Having traveled quite extensively, I have found that my favorite and the most welcoming people reside in Scotland.  I have found the most spirited, cultural people in Tanzania, and I found South Africans to be some of my least favorite people I have crossed paths with during my travels.  It is just a personal point of view and I learned long ago that I do not have to like everyone and I do not have to try to win over the favor of everyone in a quest to have them like me.  People are who they are, and I found South Africans in Cape Town and the surrounding area to have a bit of an air about them as they often present themselves as elitist, superior to anyone and everyone.  Through many conversations I uncovered that they really don’t like anyone and seem to have an opinion on and criticism for every person from every place.  It was interesting in a sociological sort of way.  I especially found it interesting to see Cape Town-ians’ reactions when I told them that I was living in Rwanda.  Although just a few countries removed, everyone’s reaction made it seem as if Rwanda was an entire world away, filled with danger, risk, and untamed, uncultivated people.  They seemed somewhat perplexed and horrified as to why I had CHOSEN to live in Rwanda instead of say, staying within the boarders of “safe” America (although they had plenty of criticism about America too!).  I could have just let their comments be, as I have learned the value of biting my tongue since beginning this African journey, however I have also come to embrace Rwanda as my home and after the first few pitiless comments, I took it upon myself to inform and educate them about the Rwanda of today.  I did not lecture them or force my opinions on them, but rather update them on the vast developments that have happened in-country and the makeup of the population.   After some carefully selected commentary about Rwanda I slid in an extra statement of comparison.  I’ll just say that I did not win too many fans over when I told them outright that I feel safer at any hour of the day or night in Rwanda than I do in the middle of the day in Cape Town.  It was the truth, and if there is one thing I pride myself on, it is being brutally honest when I am trying to make a point.  Point made.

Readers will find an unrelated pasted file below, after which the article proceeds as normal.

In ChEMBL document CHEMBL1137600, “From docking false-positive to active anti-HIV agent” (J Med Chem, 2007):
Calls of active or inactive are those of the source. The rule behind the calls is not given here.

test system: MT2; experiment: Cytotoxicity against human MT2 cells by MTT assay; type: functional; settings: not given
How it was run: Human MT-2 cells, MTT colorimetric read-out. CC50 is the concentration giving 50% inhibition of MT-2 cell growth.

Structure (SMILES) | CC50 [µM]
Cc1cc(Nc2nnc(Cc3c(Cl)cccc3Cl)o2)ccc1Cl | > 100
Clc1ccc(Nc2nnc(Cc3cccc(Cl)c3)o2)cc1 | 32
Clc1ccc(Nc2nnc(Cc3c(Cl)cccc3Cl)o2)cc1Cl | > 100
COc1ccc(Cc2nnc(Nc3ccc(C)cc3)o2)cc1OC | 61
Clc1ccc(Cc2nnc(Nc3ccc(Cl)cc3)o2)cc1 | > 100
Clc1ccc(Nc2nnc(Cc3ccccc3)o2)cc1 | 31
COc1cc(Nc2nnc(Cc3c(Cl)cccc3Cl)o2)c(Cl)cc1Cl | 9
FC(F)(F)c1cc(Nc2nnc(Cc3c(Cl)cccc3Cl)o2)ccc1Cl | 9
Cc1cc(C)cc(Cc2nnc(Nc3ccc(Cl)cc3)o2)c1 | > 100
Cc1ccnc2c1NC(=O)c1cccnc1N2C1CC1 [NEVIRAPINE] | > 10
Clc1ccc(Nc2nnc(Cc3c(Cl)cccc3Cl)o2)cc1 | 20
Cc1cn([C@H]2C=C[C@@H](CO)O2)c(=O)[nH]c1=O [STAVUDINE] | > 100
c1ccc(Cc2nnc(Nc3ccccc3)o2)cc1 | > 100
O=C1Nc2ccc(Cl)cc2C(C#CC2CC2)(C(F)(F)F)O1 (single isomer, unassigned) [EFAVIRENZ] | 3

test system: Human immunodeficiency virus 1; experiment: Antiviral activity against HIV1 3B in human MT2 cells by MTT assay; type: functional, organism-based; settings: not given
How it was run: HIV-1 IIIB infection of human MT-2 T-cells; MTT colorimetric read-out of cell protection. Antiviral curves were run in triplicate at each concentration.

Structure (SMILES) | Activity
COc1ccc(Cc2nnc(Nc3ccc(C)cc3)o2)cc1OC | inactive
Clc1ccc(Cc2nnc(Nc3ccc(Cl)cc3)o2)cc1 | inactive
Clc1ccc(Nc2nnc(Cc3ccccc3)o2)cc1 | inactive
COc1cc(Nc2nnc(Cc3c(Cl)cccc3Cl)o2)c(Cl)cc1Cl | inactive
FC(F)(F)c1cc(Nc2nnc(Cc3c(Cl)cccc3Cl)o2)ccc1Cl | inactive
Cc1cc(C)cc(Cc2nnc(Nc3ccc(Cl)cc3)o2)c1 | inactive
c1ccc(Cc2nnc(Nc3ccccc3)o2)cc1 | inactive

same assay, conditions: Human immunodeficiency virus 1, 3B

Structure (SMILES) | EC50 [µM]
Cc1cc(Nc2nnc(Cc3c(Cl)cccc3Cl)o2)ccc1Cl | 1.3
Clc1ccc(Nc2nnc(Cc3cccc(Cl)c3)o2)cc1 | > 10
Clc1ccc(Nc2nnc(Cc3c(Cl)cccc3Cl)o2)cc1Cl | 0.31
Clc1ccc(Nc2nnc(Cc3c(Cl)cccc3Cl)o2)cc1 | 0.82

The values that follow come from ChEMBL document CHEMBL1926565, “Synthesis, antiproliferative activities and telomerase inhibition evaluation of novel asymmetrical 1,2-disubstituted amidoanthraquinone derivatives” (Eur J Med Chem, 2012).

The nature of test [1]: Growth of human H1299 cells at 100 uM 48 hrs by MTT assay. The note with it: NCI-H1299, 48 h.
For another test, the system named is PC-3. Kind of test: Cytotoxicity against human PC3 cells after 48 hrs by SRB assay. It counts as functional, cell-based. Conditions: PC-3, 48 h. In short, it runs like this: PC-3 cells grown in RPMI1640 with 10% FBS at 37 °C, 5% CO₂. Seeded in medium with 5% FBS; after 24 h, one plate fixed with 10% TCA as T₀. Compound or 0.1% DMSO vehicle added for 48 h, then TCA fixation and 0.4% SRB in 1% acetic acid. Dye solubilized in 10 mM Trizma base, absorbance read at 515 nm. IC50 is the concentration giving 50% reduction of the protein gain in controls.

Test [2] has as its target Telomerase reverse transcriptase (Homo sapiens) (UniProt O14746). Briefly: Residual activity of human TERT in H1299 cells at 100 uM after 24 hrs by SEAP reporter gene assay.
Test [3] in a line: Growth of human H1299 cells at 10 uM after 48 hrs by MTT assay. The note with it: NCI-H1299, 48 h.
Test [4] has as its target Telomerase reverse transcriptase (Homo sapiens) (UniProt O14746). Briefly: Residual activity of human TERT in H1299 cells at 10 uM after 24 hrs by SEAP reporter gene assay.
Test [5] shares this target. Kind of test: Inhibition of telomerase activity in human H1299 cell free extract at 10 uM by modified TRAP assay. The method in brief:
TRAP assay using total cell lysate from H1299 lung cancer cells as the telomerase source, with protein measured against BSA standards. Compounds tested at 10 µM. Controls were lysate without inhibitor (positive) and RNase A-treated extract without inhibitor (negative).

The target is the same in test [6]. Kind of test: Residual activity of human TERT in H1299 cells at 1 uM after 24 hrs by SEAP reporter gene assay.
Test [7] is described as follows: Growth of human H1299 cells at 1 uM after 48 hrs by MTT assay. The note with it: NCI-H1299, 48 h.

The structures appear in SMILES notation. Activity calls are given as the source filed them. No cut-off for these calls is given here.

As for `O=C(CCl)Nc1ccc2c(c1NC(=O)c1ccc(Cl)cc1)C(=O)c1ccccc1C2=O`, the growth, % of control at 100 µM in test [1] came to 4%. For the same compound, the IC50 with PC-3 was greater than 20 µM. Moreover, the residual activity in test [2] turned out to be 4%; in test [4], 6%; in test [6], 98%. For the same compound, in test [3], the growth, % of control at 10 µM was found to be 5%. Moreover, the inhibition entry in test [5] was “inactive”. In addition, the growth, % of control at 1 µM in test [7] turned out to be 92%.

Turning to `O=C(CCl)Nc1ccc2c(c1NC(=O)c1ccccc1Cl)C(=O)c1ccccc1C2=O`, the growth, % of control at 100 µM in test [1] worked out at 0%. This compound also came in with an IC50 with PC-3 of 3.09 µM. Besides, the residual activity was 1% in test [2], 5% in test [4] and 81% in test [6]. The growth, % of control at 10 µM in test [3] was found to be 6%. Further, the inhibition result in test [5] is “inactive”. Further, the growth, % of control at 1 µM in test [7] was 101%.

The other surprise that Cape Town thrust upon me was the racially divided neighborhoods that are still very much a reality more than two decades after apartheid ended.  It is a piece of Cape Town that most tourists do not see, and most likely it is a part that they do not want to see.  I had the privilege of touring a “black” neighborhood (see township section above) that was just across the street from a much nicer “white” neighborhood and just down the block from the “colored” neighborhood that was not as pleasant as the white one, but a vast improvement over the black settlement.  The “color” classifications still exist and the differences between the communities are striking and somewhat horrifying in an appalling way.  At one point I just stood in the middle of the black neighborhood, staring at the communal 1-stall toilet as a troop of white girls belonging to the local equestrian club rode by on their horses.  I struggled trying to figure out how this separation and segregation was still in existence in a newly industrialized country in the year 2012.  I was dumbfounded and dismayed.

Was Cape Town everything I had hoped it would be?  That’s hard to say because I live in a seemingly perpetual state of not having expectations, so it is difficult to judge how something measures up against that which I don’t formulate.  It was spectacular in so many ways, and really educational and eye-opening.  I feel as though I see the world through a new set of eyes since living in Rwanda, and having this new perspective gives me the opportunity to open myself up to a new way of thinking, questioning, and evaluating that which I see and experience.  It was a great trip!

A few other favorite photos from South Africa:
inside The Great Synagogue
some of the colorful houses in Bo-Kaap
Hout Bay Harbor
a view from Chapmans Peak Drive